Wednesday, July 28, 2010

Summer Fun

Where has time gone?

Ok, well I did not realize how long it has been since I posted my last entry. To explain why....... my baby began walking and now I have four mobile children. Enough said. I have to admit I will not be able to post daily but I will make a very good effort to post weekly.
So much has happened in a years time....

I lost both my grandmothers and an Uncle.
Felt the Lord calling us to homeschool our oldest son
Also feel the Lord strongly leading us to begin a diabetic camp for families.
Praying about adoption
I've been fortunate to have more quality time with my hubby
Helped my parents move out of their home of 35 years
And I am sure there is more that I cannot recall.

I will update how life is going, ask questions and post a survey I am working on.
I will also recommend books that I have read. I know... I am finding time to read again. YEA!

For now, I must close my eyes. Just wanted to let you know I was still here.

Thursday, September 3, 2009

Don't give up on me! I am super busy with the JDRF Walk on September 26th. I also lost my mammaw this past week. So, I am in a hard time right now.

Please view my letter about the walk and Sam. We would love to have you join us September 26th.

Greetings from Bart and Shannon Millard and Mark and Jade Matlock

We hope you never find yourself writing a letter like we are writing you today. But the reality is the increase of children with type 1 diabetes is growing at an alarming rate. Every 30 seconds someone is diagnosed with diabetes. Diabetes is also the seventh highest reported leading cause of death. Overall, the risk for death among people with diabetes is about twice that of people without
diabetes of similar age. But look at those smiles, Sam and Skye are living positive healthy lives for now, and they need your help to keep smiling.

This year alone, we have come to know seven children in Hunt County with this debilitating disease. We’d like to ask you for your help to bring an end to what Sam, Skye and these other seven children have to deal with everyday and make sure nobody in your family or circle of friends has to worry about diabetes in their future.

Imagine what it was like when the cure for polio, smallpox, the measles and chicken pox were discovered. For many of our children they will never experience any of these diseases, but diabetes could still take them. We are close to having a cure and as parents we are doing everything we can to keep the researchers doing their job every day to find a cure for Sam and Skye and millions of others. Won’t it be exciting to find a cure and know we were able to play a part? Together we can help make history!

The first three years with this disease was challenging. It altered just about every aspect of our lives including church attendance, because his new schedule and the intricacies of balancing diet and insulin were laborious. During the three transition years we started to find our groove. We had learned our “new normal” lifestyle to a point where we felt confident in leaving the house for more than an hour. We did this for five years. Then in July, we began a new lifestyle once again with a new insulin. It’s been another adjustment. Living with diabetes can be a real drag. It never goes away and with an active child like Sam, it makes it difficult to control his blood sugar.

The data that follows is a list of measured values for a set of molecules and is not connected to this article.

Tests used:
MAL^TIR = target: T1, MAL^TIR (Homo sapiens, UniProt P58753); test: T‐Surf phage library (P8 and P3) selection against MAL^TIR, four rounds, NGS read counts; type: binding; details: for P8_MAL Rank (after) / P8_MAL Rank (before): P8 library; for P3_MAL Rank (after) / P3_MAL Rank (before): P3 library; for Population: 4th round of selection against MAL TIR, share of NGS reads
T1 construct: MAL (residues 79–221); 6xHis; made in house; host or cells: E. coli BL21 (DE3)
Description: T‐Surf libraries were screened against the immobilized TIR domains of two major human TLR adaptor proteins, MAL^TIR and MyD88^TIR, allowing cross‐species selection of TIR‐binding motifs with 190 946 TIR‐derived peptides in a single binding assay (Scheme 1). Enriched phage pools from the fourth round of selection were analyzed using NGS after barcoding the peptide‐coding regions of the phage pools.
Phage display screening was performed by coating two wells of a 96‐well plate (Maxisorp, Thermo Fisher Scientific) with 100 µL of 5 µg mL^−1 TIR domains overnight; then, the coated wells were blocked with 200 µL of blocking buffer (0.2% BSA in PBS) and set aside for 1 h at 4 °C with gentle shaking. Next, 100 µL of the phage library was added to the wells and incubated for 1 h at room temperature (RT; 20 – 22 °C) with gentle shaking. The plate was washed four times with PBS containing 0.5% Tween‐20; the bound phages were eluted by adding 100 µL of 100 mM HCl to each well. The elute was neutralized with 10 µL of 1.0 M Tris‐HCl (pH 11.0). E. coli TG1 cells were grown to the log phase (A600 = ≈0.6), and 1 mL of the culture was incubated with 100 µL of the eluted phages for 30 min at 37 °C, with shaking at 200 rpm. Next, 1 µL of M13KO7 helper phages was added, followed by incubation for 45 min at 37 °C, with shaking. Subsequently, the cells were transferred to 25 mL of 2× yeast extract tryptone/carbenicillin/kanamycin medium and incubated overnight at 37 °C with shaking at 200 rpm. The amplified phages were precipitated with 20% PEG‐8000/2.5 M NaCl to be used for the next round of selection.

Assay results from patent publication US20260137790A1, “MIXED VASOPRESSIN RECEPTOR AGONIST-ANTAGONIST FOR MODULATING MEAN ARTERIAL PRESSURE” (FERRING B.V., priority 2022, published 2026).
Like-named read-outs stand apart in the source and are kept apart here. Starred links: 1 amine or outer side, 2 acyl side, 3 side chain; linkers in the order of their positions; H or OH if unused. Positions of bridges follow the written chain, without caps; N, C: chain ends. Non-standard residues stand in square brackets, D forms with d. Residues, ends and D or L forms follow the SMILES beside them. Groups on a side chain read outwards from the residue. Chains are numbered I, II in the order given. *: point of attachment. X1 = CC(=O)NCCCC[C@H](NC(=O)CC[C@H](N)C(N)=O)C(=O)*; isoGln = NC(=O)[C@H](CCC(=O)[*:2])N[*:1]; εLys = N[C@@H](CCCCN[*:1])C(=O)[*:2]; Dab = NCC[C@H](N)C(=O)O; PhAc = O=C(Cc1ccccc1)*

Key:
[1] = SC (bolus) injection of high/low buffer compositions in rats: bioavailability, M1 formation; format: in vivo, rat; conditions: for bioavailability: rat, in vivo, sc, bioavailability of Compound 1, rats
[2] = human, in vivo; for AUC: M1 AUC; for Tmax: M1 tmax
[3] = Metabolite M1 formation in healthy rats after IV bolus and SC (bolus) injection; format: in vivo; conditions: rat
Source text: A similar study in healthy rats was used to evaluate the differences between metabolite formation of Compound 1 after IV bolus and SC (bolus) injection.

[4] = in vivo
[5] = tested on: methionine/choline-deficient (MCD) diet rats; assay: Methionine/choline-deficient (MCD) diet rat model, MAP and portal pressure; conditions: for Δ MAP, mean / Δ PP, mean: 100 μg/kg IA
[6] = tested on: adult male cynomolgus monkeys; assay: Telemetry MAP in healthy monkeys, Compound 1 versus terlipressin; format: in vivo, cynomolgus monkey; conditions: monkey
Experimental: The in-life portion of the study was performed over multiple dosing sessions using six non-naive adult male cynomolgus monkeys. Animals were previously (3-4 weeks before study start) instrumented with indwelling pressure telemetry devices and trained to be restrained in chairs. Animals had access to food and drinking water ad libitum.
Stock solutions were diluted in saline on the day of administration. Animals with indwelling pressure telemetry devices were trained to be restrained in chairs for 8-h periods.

This summer before our insulin change, we took a family vacation to Colorado. We were so excited to “get away “, but quickly realized that the hardships of diabetes still come along on vacations. There is no “getting away”. Time zone changes, excitement and lack of exercise alter body chemistry and blood sugar. So, with theses obstacles in our way, we were faced with a few challenges. Sam’s blood sugar remained high the entire drive there. This means we had lots of potty stops and some aggressive behavior along with the normal every two-hour stops for snacks and food; all of which are not good for car rides. Our drive that should have taken five hours literally took eleven. We encountered some very frustrating moments. Sam has to eat every two hours, so every time we entered a town at the time he needed to eat, our only option was McDonalds. We could not sit down to eat because we were already four hours off schedule from our other stops. Even if we wanted to eat at a nice sit down restaurant, it never came at the appropriate time. We ate McDonalds a total of twelve times in seven days. Isn’t that horrible! Even the little kids were tired of McDonalds. We were so frustrated that diabetes was controlling our vacation and our food intake.